- The liberalisation of textile imports to Egypt goes too slow, the US government holds. Therefore, it has filed a complaint against the Egyptian government for failing to lower its import duties on textile and apparel products. Many Egyptian jobs may be in danger.
The World Trade Organisation (WTO) today received a new request for consultations from the US government, regarding Egyptian "measures affecting imports of textile and apparel products." According to the Americans, Egypt is not lowering its import barriers as quickly as agreed upon.
In the Uruguay Round of the world trade negotiations, Egypt had agreed to remove a general prohibition on the importation of apparel and made-up textile products by 1 January 2002. This prohibition had been in place for a long time to protect one of Egypt's principal job providers; the textile industry.
During these trade negotiations, the textile industry from other countries had urged for an access to the lucrative Egyptian markets. Egyptian authorities however fought a bitter fight for the many jobs in its textile industry during these talks that aimed at a global free trade.
The government of Egypt could not stop a liberalisation of its textile market, but it achieved provisions to protect national jobs by introducing a slow and step-wise liberalisation. The local industry was to be given time to adjust to a new situation.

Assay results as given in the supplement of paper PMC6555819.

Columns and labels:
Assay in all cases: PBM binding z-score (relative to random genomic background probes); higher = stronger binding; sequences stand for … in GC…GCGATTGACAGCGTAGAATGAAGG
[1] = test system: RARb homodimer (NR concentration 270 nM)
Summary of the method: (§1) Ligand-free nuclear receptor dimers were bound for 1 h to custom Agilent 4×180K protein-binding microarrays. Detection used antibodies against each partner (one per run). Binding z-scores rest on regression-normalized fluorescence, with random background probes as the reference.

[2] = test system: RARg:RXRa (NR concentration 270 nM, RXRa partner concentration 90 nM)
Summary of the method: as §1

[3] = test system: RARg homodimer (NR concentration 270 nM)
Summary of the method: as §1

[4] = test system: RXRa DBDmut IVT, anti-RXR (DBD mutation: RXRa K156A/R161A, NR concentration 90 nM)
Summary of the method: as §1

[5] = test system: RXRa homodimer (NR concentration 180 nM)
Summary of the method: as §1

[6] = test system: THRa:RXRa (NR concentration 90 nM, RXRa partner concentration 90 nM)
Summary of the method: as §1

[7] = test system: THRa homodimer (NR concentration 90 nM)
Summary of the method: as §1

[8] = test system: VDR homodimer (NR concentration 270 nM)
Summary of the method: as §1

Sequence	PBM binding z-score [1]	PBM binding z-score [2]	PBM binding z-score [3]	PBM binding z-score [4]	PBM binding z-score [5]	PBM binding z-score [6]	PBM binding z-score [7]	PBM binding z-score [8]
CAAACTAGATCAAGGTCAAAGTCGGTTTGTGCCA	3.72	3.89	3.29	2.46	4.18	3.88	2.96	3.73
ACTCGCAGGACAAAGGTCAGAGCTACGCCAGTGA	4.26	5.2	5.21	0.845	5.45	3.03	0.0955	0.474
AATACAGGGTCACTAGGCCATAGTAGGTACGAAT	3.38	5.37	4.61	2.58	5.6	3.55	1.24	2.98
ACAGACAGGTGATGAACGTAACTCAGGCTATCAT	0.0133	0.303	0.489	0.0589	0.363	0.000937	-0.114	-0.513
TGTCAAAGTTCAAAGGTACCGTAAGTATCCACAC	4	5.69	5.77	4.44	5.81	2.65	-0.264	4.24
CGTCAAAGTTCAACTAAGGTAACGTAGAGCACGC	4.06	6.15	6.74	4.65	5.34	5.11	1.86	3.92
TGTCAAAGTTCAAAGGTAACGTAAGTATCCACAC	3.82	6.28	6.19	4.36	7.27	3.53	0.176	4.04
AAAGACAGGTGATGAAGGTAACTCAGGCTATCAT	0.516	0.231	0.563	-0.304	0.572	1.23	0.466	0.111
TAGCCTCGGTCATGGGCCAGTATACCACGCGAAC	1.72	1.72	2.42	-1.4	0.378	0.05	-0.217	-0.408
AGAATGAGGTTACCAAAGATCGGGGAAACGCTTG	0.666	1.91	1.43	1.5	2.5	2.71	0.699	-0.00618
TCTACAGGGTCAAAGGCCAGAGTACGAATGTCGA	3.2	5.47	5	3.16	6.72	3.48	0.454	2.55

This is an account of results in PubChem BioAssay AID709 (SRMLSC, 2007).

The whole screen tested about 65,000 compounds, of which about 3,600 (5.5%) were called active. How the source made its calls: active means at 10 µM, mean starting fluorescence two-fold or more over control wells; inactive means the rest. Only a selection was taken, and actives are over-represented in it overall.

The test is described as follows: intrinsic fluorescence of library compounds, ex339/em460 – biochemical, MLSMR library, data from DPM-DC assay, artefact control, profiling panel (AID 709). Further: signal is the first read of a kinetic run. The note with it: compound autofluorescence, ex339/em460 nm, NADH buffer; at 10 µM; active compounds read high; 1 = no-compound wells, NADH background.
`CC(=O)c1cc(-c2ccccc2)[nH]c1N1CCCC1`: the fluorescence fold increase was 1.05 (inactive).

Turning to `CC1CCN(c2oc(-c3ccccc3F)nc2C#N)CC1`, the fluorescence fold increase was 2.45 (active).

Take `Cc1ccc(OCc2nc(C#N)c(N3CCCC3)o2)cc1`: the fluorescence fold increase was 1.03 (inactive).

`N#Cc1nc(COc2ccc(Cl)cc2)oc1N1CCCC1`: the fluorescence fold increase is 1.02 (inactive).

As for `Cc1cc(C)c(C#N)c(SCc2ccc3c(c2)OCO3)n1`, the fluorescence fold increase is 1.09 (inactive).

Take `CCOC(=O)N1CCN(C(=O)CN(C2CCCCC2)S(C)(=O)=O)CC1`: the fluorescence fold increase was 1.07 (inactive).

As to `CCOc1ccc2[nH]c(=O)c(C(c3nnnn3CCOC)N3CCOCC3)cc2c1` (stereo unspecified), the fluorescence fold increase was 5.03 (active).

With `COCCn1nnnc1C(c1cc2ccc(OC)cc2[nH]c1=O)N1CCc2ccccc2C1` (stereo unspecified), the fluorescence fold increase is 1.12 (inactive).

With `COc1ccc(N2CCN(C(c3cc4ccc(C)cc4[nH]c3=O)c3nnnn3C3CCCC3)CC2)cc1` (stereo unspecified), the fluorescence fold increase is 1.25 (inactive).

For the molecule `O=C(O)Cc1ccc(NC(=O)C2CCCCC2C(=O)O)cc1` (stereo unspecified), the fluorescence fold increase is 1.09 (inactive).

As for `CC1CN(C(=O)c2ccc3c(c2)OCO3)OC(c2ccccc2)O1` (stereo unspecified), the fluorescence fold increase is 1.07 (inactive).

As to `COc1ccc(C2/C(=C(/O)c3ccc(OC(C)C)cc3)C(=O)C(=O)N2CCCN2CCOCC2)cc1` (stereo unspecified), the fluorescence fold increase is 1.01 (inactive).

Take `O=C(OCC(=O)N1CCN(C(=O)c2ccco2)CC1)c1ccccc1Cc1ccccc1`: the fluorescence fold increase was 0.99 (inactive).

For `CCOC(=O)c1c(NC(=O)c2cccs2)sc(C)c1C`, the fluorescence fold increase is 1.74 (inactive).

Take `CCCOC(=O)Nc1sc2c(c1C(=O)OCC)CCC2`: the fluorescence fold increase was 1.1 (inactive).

According to the deal agreed upon in Uruguay, Egypt's general import prohibition was to be replaced with gradually lowering import duties. Articles of apparel and clothing were to get an import duty of 46 percent of its value in 2003, 43 percent in 2004 and 40 percent thereafter. For other made up textile articles, including clothing, duties were set somewhat lower.
According to the US complaint, however, Egyptian authorities have operated with even higher import duties since the import prohibition was lifted.
On 31 December 2001, just before the import prohibition was set to expire, President Hosni Mubarak issued a decree, defining customs duties on several imported articles, including textile articles. According to the US complaint, these duties were of a specific value, defined in Egyptian pounds per piece of clothing, rather than a percentage of value.
- It appears that the specific duties applied by Egypt greatly exceed Egypt's bound rates of duty, the US government holds. "Specifically, it appears that the ad valorem equivalent of these duties range from a low of 141 percent to a high of 51,296 percent - all well above the bound rates."
The matter is to be discussed within short between the US and the Egyptian WTO delegations. If the two countries cannot reach an agreement, WTO mediators will have to get involved.
For Egyptian workers, the stakes are high. The national textile industry, which provides employment for one third of Egypt's industrial labour force, is not yet ready for international competition. After decades of protectionism, the industry is characterised by low productivity, poor management and old technological standards.
Out-dated technology has made the Egyptian textile industry too labour intensive and its national importance and protection has made individual labour costs higher than in countries such as India. Liberalisation could lead to the rapid loss of up to 50,000 jobs, Egyptian authorities fear.
Critics however hold that necessary modernisation would cost the same amount of jobs. Some representatives of the relatively small private sector within the industry are actually looking forward to more competition.
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